Monday, August 29, 2016

MN: Minneapolis Gun "Buy Back" Works for Second Amendment Supporters

image From facebook

The Minneapolise gun "buy back" held on 27 August, 2016 was a great success for everyone concerned.

Gun haters were able to buy 150 firearms to destroy.  It helped satisfy their urge to "do something"  symbolic and it made them feel good.  The people turning in old, cheap, broken down guns got money to upgrade to better things. Many, if not most, were Second Amendment supporters.

Gun manufacturers were able to manufacture new and better guns, and sell them to willing buyers. Private purchasers made some good deals.

The publicity was almost a draw.  Gun haters claimed guns were bad.  Second Amendment supporters showed that they were valuable and wanted.  I judge it a plus for the Second Amendment supporters.

The star of the show was the homemade shotgun made from $8 worth of pipe, some scrap wood, and tape, that brought a $100 for its owner.  The serial number was buybacksdontwork01, written in marker on the stock.

The police officers running the show were in on the fun. They did a great job.  From
I stood there for those 2 hrs talking to the officers and they didn't know the rules so the first few people had no limits enforced. The officers didn't care about any of this and made plenty of jokes about how silly it was.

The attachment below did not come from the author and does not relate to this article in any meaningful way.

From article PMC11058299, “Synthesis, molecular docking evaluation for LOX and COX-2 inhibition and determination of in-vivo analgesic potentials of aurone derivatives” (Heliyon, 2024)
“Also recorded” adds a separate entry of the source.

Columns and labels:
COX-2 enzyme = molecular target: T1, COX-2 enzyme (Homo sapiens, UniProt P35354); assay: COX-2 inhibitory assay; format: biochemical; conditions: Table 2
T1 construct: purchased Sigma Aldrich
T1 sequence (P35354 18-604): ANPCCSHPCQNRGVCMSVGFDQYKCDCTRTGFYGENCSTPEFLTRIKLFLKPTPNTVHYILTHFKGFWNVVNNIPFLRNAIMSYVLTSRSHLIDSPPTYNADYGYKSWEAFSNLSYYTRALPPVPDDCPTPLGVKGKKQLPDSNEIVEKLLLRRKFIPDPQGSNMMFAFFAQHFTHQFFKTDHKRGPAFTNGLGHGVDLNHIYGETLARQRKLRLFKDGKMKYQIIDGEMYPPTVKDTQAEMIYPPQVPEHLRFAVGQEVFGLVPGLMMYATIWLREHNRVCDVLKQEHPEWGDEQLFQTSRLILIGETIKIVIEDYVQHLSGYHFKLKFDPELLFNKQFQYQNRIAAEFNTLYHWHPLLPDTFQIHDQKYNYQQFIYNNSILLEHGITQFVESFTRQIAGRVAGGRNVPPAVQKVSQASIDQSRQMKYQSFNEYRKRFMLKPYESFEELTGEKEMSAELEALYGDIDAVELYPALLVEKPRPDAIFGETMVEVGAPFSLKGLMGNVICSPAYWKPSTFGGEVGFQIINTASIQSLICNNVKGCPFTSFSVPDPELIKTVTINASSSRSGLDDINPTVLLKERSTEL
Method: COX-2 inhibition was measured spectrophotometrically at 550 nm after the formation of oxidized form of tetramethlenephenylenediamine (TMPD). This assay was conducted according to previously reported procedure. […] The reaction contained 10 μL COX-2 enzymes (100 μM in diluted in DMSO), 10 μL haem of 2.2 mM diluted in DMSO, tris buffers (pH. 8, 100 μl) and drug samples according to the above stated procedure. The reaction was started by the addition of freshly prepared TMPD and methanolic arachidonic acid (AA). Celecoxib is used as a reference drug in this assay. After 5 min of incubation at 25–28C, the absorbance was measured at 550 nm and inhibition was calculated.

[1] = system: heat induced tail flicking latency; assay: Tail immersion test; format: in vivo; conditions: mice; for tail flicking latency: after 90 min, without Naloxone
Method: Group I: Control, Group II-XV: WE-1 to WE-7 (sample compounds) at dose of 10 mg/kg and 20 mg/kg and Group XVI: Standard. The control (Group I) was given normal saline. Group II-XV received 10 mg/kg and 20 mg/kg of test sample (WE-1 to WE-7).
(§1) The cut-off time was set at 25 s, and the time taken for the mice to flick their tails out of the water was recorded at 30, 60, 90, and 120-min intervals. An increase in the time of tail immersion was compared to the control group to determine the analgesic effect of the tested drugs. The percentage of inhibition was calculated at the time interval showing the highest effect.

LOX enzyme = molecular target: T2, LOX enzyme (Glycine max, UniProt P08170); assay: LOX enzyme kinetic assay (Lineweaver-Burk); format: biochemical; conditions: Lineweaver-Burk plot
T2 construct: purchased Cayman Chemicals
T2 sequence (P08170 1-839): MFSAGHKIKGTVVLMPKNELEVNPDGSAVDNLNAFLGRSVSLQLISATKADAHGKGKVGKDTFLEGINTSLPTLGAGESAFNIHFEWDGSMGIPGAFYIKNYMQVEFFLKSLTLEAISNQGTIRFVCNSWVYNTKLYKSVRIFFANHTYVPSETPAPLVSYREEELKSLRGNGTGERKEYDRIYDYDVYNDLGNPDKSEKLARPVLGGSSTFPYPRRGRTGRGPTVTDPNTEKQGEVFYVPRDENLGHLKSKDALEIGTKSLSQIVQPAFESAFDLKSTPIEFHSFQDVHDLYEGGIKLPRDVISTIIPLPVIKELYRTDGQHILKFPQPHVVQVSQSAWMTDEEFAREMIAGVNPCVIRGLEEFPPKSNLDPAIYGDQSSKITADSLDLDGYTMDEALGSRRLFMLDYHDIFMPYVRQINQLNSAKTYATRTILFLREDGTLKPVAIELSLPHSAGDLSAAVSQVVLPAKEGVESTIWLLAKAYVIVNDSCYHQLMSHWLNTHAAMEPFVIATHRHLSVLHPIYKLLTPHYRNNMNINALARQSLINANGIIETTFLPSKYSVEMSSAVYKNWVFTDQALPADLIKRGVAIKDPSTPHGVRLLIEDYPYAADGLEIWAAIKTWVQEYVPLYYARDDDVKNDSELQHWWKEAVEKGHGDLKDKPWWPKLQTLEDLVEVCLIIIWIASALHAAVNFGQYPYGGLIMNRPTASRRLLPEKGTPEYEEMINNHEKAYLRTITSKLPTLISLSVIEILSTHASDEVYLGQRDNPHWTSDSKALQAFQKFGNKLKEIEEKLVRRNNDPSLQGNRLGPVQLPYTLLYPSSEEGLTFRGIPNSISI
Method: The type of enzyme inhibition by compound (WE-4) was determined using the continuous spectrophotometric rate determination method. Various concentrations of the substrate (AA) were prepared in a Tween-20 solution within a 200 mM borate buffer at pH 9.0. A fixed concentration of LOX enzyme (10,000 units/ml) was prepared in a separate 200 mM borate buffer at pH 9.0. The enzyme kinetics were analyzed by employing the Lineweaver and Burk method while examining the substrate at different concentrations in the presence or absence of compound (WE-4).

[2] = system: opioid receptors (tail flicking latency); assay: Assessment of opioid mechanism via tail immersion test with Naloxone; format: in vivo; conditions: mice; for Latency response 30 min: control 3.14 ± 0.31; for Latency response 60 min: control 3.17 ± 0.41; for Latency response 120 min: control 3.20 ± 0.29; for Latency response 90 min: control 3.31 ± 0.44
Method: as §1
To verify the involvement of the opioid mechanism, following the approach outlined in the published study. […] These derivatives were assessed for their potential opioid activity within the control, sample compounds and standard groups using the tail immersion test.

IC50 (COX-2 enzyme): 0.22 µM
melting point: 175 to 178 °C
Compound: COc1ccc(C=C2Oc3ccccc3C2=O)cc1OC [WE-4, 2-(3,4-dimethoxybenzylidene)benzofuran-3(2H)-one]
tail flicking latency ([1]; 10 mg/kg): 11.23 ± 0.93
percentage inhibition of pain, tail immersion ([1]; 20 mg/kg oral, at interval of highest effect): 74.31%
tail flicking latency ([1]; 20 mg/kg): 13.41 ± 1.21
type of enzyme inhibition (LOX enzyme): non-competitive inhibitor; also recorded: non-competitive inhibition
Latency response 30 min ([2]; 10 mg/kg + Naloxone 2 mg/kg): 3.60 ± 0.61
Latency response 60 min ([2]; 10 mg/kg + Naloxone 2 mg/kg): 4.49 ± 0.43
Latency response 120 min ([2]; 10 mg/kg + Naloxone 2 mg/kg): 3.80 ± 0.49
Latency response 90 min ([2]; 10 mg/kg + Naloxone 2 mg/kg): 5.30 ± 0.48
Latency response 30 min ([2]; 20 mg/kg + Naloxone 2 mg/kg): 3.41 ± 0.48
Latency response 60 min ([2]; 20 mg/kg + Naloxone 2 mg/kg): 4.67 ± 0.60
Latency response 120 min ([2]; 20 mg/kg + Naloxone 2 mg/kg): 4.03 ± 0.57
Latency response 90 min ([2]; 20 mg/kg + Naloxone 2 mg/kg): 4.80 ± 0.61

A guy turned in a homemade slide fire 12 ga. made out of pipe and a 2x4. The officers thought it was hilarious.
Here is a picture of the line before the "buy back" started.

They took four from me including an "AR" for $300 ... a Charter Arms AR-7 parts gun with a stripped barrel nut :D
The cops there did a great job. No issues at all except for a late start.
Every single person in line was one of us
The AR-7 met the criteria for an "assault weapon" listed in the "buy back" announcement.  It was semi-automatic.  It was small caliber.  It has a detachable magazine.  As a bonus, it was an "AR" (Armalite Rifle) and it had a plastic stock.  The organizers were pleased.  The had scored an "assault weapon"!  Win-win.  Everybody happy!

image from

The private buyers were happy too.  At least one got a rifle and a shotgun.  I would bet that the shotgun was a nice pump, double, or semi-auto.  Maybe the rifle was a Marlin 336, or a Winchester 94.  They are common in Minnesota.  Perhaps it was something more exotic, like a Remington model 8, or a full military 03A3.  Those were pretty common back in the day. From
The event also attracted several private firearms buyers who stood outside the fire stations promising more money for some weapons, and profiting after the buyback ran low on funds.
Gun collector Paul Joat drove from Chisago County to scope out what people brought in. He conducted two purchases on the street, for a rifle and shotgun for $175.
The Second Amendment supporters got in their share of comments. From
Some gun owners were skeptical of the program’s effectiveness.  One anonymous gun owner said he received $200 in gift cards for his firearm and plans to use the freed up funds for a new gun.